Healthy Golfing In The Summer Sun

Cancer and pre-cancerous lesions are common among individuals who spend a lot of time in the sun, and golfers are certainly no exception. According to the American Cancer Society, skin cancer is the most common of all cancer types, with more than 3.5 million cases diagnosed each year in the U.S. The good news is that there are simple and effective strategies to help you enjoy your beloved pastime while still maintaining healthy skin and eyes.

Get Your Skin In The Game

The first and most obvious solution to protecting your skin from the sun’s harmful rays is to apply sunscreen. According to an article from the Mayo Clinic, you should select a product that provides protection from both UVA and UVB ultraviolet light. A broad-spectrum, or full-spectrum sunscreen is formulated to protect you from both. There are misconceptions about the SPF factor in sunscreen. For example, an SPF of 30 isn’t twice as effective as SPF 15. In fact, a broad-spectrum, water-resistant SPF of at least 15, used prior to the expiration date, can be quite effective at preventing sunburn and reducing your risk of developing skin cancer.

More important than the actual number is the way you apply sunscreen. Dermatologists advise applying it liberally to all exposed areas at least 30 minutes prior to sun exposure, and re-applying at least every two hours. If you are a golfer who perspires heavily, reapply sunscreen more frequently. It is also important to apply sunscreen to any exposed areas of your scalp, or wear a hat or cap.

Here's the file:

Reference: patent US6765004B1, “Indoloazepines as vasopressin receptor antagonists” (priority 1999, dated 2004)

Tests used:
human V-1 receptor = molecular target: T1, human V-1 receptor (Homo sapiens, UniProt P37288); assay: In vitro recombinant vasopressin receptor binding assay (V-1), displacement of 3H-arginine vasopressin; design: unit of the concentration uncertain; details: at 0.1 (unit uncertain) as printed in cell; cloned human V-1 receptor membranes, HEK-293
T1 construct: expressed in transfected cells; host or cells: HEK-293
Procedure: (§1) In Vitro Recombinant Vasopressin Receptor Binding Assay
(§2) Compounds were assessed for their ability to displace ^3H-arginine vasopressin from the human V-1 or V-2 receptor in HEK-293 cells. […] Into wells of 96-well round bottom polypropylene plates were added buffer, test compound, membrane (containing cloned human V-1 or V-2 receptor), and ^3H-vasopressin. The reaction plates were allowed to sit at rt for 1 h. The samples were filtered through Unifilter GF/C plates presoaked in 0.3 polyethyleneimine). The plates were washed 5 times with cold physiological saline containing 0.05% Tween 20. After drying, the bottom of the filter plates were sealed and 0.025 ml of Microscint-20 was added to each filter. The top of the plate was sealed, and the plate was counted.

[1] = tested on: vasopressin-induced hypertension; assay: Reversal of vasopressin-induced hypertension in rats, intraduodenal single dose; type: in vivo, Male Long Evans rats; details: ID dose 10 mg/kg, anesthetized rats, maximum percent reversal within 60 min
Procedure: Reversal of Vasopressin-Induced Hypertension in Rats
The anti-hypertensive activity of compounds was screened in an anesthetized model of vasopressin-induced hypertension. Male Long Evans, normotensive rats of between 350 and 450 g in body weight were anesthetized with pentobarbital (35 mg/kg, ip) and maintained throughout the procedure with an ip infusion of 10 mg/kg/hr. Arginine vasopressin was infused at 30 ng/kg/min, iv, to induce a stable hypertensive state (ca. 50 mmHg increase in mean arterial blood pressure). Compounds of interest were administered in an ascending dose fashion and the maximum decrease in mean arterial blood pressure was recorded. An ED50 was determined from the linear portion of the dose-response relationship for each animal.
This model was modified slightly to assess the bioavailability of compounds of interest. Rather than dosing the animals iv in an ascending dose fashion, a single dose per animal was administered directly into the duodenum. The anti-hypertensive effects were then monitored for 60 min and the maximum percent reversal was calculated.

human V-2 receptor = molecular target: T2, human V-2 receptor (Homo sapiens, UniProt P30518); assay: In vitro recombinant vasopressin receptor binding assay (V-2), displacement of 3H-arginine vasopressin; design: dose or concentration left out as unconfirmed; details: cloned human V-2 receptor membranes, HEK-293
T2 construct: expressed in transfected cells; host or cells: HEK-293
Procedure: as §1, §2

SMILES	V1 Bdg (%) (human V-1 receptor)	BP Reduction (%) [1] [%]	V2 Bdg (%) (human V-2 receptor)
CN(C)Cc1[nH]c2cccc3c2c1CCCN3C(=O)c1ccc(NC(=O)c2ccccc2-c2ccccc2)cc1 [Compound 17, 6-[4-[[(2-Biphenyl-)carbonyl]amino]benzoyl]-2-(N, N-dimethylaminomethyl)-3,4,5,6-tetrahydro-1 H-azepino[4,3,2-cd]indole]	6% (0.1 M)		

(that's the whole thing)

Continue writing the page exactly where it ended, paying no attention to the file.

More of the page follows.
Remember that even morning tee times eventually put you in the zone where the sun is most concentrated, between 10 a.m. and 2 p.m., so come prepared with plenty of protection even if you are beginning your round early.

Eyes on the Links

The same ultraviolet rays that cause sunburn can also seriously damage your eyes. One of the most common results of extended sun exposure is cataracts, which cause cloudy vision due to the loss of transparency in the lens of the eye. Many report that even after surgery to remove cataracts, their vision is not completely restored, so prevention is key. Macular degeneration and cancer around the eye can also be caused by too much sun, so it is important to consistently wear the proper protective eyewear when golfing. You may find it preferable to remove sunglasses to take your shot, but wear them all the time in between. Ophthalmologists recommend polarized lenses that block at least 98 percent of both UVA and UVB rays, and frames that provide sufficient coverage along the sides near your temple.

Cap It Off

You may not receive logo sponsorship offers of $100,000 or more like English golfer Robert Rock, but you should still wear protective headgear while golfing. Rock has said he finds hats and caps hot and uncomfortable due to his thick hair, but they do offer unparalleled protection for both the eyes and the face. Fashion and your own preferences may guide you toward a particular design, but of course the wider the brim, the more protection you will receive.

There is no need to fear the sun even if you golf on a daily basis. Just remember to arm yourself with protective clothing, accessories and sunscreen. You should also speak to your doctor or dermatologist for recommendations on skin cancer screenings, as early detection is very important.